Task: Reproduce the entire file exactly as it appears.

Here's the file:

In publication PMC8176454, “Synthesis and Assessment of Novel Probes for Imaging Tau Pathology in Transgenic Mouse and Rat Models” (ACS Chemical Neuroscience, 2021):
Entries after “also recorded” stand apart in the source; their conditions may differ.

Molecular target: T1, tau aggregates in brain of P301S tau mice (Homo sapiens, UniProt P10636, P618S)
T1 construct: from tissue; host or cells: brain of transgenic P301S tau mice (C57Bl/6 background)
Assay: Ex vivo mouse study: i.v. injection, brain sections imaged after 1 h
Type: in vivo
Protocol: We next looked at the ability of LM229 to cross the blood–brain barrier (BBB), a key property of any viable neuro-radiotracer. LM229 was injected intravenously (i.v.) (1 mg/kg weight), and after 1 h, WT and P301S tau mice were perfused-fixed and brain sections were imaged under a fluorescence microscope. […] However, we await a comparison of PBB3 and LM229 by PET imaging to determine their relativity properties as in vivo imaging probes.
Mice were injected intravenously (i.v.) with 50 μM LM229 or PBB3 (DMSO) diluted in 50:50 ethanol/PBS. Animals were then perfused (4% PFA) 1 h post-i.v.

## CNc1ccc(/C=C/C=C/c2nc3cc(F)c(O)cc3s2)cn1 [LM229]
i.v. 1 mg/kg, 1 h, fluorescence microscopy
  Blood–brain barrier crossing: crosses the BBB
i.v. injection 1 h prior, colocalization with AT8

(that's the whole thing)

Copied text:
In publication PMC8176454, “Synthesis and Assessment of Novel Probes for Imaging Tau Pathology in Transgenic Mouse and Rat Models” (ACS Chemical Neuroscience, 2021):
Entries after “also recorded” stand apart in the source; their conditions may differ.

Molecular target: T1, tau aggregates in brain of P301S tau mice (Homo sapiens, UniProt P10636, P618S)
T1 construct: from tissue; host or cells: brain of transgenic P301S tau mice (C57Bl/6 background)
Assay: Ex vivo mouse study: i.v. injection, brain sections imaged after 1 h
Type: in vivo
Protocol: We next looked at the ability of LM229 to cross the blood–brain barrier (BBB), a key property of any viable neuro-radiotracer. LM229 was injected intravenously (i.v.) (1 mg/kg weight), and after 1 h, WT and P301S tau mice were perfused-fixed and brain sections were imaged under a fluorescence microscope. […] However, we await a comparison of PBB3 and LM229 by PET imaging to determine their relativity properties as in vivo imaging probes.
Mice were injected intravenously (i.v.) with 50 μM LM229 or PBB3 (DMSO) diluted in 50:50 ethanol/PBS. Animals were then perfused (4% PFA) 1 h post-i.v.

## CNc1ccc(/C=C/C=C/c2nc3cc(F)c(O)cc3s2)cn1 [LM229]
i.v. 1 mg/kg, 1 h, fluorescence microscopy
  Blood–brain barrier crossing: crosses the BBB
i.v. injection 1 h prior, colocalization with AT8